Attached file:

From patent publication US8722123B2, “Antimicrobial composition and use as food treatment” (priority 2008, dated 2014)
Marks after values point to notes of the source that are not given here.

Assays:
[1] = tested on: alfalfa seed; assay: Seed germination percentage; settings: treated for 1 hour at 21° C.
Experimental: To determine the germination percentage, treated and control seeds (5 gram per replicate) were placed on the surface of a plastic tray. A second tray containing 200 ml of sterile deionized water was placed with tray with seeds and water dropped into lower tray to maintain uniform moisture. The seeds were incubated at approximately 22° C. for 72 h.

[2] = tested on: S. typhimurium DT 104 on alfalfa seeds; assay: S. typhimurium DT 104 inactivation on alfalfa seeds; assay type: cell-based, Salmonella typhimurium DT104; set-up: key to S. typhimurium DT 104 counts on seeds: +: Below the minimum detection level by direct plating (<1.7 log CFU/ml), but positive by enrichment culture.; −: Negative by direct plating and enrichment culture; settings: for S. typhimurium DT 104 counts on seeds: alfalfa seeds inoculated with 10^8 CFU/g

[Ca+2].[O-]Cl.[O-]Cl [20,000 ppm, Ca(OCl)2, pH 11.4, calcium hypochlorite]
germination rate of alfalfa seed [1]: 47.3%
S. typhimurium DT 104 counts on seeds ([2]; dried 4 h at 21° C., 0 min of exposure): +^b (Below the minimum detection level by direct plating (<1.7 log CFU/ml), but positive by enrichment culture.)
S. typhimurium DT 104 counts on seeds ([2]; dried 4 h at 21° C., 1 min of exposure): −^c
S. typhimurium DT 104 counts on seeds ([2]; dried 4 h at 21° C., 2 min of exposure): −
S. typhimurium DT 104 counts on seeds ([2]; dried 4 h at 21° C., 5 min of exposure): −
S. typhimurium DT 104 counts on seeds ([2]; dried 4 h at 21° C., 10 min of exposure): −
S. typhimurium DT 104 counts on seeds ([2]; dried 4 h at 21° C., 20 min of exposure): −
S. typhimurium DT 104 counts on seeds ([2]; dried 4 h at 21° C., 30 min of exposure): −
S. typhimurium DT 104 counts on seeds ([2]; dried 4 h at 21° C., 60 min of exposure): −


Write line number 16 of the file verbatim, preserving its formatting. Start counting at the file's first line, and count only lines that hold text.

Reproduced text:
S. typhimurium DT 104 counts on seeds ([2]; dried 4 h at 21° C., 60 min of exposure): −